In the light of the intersections of the two fronts briefly delineated above - open access and the public's access to and potential use of health information online, the research here related sought to map members of the general public's perceptions, access and potential use of scientific health information, and the identification of potential decision making processes made in the light of such access. Thus, the directing goals of the study were to ascertain: how and where users access such information; if they assess the reliability of such information; if they distinguish between peer reviewed scientific information encountered via open access and scientific journalism; their potential use of this type of information. The results collected also helped to formulate initial scores for everyday health information literacy, discussed further on in more detail.
The study here reported, conducted in a municipality in the interior of the state of São Paulo, Brazil, in the first half of 2013, used quantitative methods for data collection and analysis. A structured survey-type questionnaire was elaborated, loosely based on that of Palmer, Dill and Christie (2009) (used for mapping librarians' perceptions of open access). The work of Niemelä et al. (2012) was important for providing a tool for measuring the everyday health information literacy of the research participants. Our final questionnaire was composed of 25 questions covering three thematic fronts: questions number 1 to 6 were adapted from Niemelä et al. (2012) and aimed to obtain a general view of the image the participants have of their own abilities and informational competencies on the subject of health as well as how they deal with and recognise their own informational needs. The second group of questions gauged how the participants access health information and what their perceptions are of the reliability of the information found in relation to the canals and means used to reach it.Within this group, a sub-group of six questions specifically aimed to assess the participants' level of awareness and use of scientific literature and also of open access. And finally, there were four questions asking about their use of information found online and if this had affected their decision making - with or without health professionals - in any way.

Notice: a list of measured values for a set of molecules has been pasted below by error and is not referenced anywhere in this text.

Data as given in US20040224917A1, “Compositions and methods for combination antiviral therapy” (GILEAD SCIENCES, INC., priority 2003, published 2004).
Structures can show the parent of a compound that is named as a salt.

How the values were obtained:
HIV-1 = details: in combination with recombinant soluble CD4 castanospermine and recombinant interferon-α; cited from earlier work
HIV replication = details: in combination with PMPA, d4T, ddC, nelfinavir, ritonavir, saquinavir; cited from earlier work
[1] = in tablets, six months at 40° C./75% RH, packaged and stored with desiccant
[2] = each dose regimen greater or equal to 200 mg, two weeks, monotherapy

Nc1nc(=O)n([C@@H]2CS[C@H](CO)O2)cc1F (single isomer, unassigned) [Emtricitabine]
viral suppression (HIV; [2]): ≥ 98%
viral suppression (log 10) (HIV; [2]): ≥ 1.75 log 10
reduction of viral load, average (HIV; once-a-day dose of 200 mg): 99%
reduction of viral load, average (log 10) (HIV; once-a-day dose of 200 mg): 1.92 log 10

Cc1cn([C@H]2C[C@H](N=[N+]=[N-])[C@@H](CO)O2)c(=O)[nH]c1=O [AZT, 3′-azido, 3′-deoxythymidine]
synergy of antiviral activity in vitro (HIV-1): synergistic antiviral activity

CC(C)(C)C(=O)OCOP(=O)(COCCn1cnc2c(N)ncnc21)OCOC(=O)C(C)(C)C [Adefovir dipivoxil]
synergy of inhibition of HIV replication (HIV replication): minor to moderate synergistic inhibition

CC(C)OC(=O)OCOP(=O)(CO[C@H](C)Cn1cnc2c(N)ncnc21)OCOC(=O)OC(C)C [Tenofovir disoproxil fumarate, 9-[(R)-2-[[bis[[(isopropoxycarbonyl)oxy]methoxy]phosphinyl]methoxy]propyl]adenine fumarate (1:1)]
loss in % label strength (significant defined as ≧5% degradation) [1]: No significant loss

To expediate data collection during the structured interviews, and to facilitate quantitative analysis of the data, a Likert scale was adopted. Mattel and Jacoby (1972) discuss the issue of the ideal number of options on such scales, as well as the problem of using a 'null' or 'no opinion' category. Bertram (2007) also discusses the tendency of the interviewee to gravitate towards the centre option, to avoid extreme categories, and likewise, Mattel and Jacoby (1972) consider that the inclusion of the middle category to accommodate uncertainties or lack of opinion on the subject is 'sometimes considered inadvisable because it provides too easy and attractive an escape for respondents who are disinclined to express a definite view'(p. 506). Regarding the ideal number of items on a scale, these authors found that '[…] when time or time-related factors (e.g., fatigue, warm-up, boredom) are of concern, especially given lengthy tests and test batteries, fewer alternatives should not necessarily be employed', concluding that '[…] 6- or 7-point scales would appear to be optimal' (Mattel and Jacoby, 1972, p. 508).
Our questionnaire was pre-tested with six participants: four university students, one administrative worker and one retired seamstress, covering a 22-70 age range. The average response time for the whole questionnaire was eleven minutes. The final version of the questionnaire was also then implemented online using the open software Limesurvey, which also facilitates data analysis, and fifty-five participants responded the questionnaire via this online version. Eighteen face-to-face interviews with members of the general public were conducted using the same questionnaire as a structured interview protocol. For this data collection, the first author of this paper approached people in the street or in front of their homes.
Presentation and discussion of some results
Respondents were mainly female (63%), single (78.1%) and students (49.3%), with 23.3% of the sample possessing all three of these traits. Regarding age, 32.9% fell into the 17 to 21 age group, and 39.7% in the 22 to 26 age group, the remaining 27% falling within other age groups. This evidently is related to the fact that younger respondents used the internet survey, given that 66.7% of the live interview respondents were over 27. For reasons of lack of space, we will here only present some of the results deemed to be more relevant to the conference theme of information behaviour.